Why they voted leave

Mirek Vodslon, 5 July 2016

“Why we voted leave: voices from northern England” is the title of a documentary (https://vimeo.com/172932182) which is really worth giving some thought to. To be more exact, it is a militant message in the form of a documentary. In just under 12 minutes it also shows some of the problems with the Lexit (“left exit”) or “socialist Brexit” position. It was “filmed and edited by Sheena Sumaria, Guerrera Films”, is being advertised by the left group “Counterfire” and shows an anonymous interviewer speaking to five other persons, also unnamed, a Remain voter and four Leave voters in Doncaster.

The supposed need to “take our country back” or “make Britain Britain again” comes up early on. These concerns are first and foremost on the minds of two interviewees. The main reason (mentioned by one of these workers) is to control immigration. Continue reading

Disarmament, Demobilisation and Reintegration of Namibia’s Ex-combatants

By Hewat Beukes 11 June 2016 at UN PLAZA, Windhoek

Introduction

The struggle for what is today known as Namibia started in 1884 with the advent of German colonialism. At first it started with the southern peoples, the Nama, Baster, Damara, the Herero and the Bushman where the Germans had immediately seized land. The groups initiating the struggle against the German were first the Nama followed by the Herero. The Baster later followed.

These struggles against the Germans culminated in the extermination wars against first the Nama and Herero in 1904-8 and thereafter the Baster in 1915.

In 1919 the League of Nations ceded the administration of the ‘territory’ including Ovambo and Kavango lands with the Çaprivizipfel’ to South Africa. Having been driven out of South Africa by ever expanding colonial annexation and land expropriation, the Khoisan in specific the Rehoboth Basters were the first to resist. Since 1919 they filed petitions to the League of Nations to object against South African colonialism. In 1923 an uprising of the Herero and Baster was looming in Rehoboth, but the town was encircled by South African troops with machine guns and canons. The Baster and Herero were disarmed, the Herero banished from Rehoboth and more than 40 ‘ringleaders’ of the Baster were to die by firing squad. A last minute intervention by the League of Nations staved off the execution. Continue reading

Issue 16 of the Journal April 2016 out now!

Inside this issue:
Europe:
Who can solve the ‘Refugee Crisis’ by Mirek Vodslon
How can we build a workers’ Europe? by Bronwen Handyside
Draft Programme: A Europe fit for working people (for discussion)
Namibia:
Director of Elections, a letter and a communiqué
Committee of Parents / Truth & Justice Commission demands
Continued Human Rights Abuses
Report of a book launch
MUN Regional Committee supports Marikana inquiry call
Namibian Road authority’s reckless roads
Religious ideology:
Discussion Article by Allen Rasek
South Africa:
UF march call

The Theses of Pulacayo (1946)

The revolutionary programme of Trotskyism in South America:

The Theses of Pulacayo 

As the leading elements in the South African working class struggle over key points in the revolutionary programme of Marxism, such as the role of the working class in the revolution, how they relate to other classes, how they should work in government and politics, how to organise at the workplace and in the community, how to plan to develop the national economy and industry, how to organise politically as a party and in a United Front, the Pulacayo Theses provide an essential guide for a way forward.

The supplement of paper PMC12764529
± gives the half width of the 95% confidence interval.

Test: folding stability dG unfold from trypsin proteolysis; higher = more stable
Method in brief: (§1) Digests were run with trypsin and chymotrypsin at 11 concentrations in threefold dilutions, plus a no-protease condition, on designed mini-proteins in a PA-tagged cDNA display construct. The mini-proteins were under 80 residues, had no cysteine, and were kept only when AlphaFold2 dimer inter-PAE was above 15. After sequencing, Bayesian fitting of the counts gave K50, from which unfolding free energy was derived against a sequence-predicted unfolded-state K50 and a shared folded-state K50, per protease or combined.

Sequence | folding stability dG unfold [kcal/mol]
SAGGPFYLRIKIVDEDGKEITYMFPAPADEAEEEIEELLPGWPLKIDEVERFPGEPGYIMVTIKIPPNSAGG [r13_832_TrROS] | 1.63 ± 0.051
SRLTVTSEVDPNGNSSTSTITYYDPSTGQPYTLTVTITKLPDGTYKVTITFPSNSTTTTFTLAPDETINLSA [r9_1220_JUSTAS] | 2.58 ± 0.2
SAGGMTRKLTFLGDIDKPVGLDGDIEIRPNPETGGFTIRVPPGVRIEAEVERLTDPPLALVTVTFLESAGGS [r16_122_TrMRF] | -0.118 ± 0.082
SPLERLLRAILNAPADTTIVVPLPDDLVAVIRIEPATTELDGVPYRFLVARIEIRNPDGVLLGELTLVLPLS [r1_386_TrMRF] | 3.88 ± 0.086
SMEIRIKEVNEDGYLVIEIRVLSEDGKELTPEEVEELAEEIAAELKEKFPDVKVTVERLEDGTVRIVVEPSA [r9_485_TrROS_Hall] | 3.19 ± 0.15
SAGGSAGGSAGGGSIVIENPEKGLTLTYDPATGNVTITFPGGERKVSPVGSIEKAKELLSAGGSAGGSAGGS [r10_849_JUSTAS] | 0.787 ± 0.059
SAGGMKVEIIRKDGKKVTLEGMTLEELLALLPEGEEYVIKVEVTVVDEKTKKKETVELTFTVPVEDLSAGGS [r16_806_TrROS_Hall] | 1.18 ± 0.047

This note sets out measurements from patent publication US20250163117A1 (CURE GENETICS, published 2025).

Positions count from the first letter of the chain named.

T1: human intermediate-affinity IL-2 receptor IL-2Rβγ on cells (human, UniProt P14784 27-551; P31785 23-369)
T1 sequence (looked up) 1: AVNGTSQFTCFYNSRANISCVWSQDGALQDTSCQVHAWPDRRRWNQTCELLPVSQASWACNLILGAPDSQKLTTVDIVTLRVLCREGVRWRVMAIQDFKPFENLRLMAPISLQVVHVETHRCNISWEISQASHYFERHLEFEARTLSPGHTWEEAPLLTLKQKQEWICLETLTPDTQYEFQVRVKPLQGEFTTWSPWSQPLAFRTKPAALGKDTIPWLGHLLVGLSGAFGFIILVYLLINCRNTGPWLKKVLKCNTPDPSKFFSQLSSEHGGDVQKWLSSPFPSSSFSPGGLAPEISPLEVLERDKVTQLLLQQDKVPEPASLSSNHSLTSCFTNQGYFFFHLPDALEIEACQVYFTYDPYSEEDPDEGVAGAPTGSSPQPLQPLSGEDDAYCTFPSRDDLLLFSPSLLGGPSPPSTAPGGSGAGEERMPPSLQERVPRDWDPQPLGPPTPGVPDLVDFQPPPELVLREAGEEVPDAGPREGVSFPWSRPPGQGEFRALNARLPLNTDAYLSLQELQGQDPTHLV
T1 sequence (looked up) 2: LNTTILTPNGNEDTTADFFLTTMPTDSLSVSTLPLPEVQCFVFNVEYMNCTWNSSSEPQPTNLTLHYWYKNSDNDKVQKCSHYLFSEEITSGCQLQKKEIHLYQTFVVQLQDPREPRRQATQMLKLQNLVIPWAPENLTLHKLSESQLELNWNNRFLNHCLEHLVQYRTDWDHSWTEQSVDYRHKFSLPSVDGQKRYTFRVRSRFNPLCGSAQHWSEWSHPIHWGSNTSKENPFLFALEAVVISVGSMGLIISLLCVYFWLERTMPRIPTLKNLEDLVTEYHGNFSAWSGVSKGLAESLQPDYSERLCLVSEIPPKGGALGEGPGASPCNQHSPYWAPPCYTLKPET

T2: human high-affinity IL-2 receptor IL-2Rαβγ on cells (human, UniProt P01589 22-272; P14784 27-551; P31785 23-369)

In 1946 the Bolivian Miners’ Federal Trade Union (FSTMB) was a centre of a profound debate between political tendencies which culminated in the Pulacayo Theses submitted by the Trotskyist Revolutionary Workers Party (POR). Now nearly 70 years old, these Theses stand up astonishingly well as a practical and theoretical guide to action.

Workers International Journal strongly recommends a study of these theses to all those who strive to build the movement demanded by the NUMSA special congress of December 2013

I. Basic principles

1. The proletariat, in Bolivia as in other countries, constitutes the revolutionary social class par excellence. The mineworkers, the most advanced and the most combative section of this country’s proletariat, determine the direction of the FSTMB’s struggle.

2. Bolivia is a backward capitalist country; within its economy different stages of development and different modes of production coexist, but the capitalist mode is qualitatively dominant, the other socio-economic forms being a heritage from our historic past. The prominence of the proletariat in national politics flows from this state of affairs.

3. Bolivia, even though a backward country, is only one link in the world capitalist chain. National peculiarities are themselves, a combination of the essential features of the world economy. Continue reading

Namibia: WRP election successes

Workers Revolutionary Party to Rebuild the Fourth International is a member of the Workers International for the Rebuilding of the Fourth International.

Its leadership emanated from the liberation struggle of Namibia and were part of the socialists in the SWAPO Youth League, which in 1976 unsuccessfully challenged the SWAPO Leadership for all-encompassing corruption and imperialist collaboration due to imperialist intervention.

In 1984 we started building our party clandestinely and stood in the forefront of the struggle against the terror campaign and mass killings of SWAPO members by the SWAPO leadership in exile in Angola and Zambia.

In 1988 our party called out the mass protests of 4 May 1988 against South Africa just prior to independence obtained in 1989.

Since 1990 we have fought on all fronts on issues wracking the working class and the colonial status quo maintained by the colonial ruling classes through a caretaker boss-boy SWAPO regime. Continue reading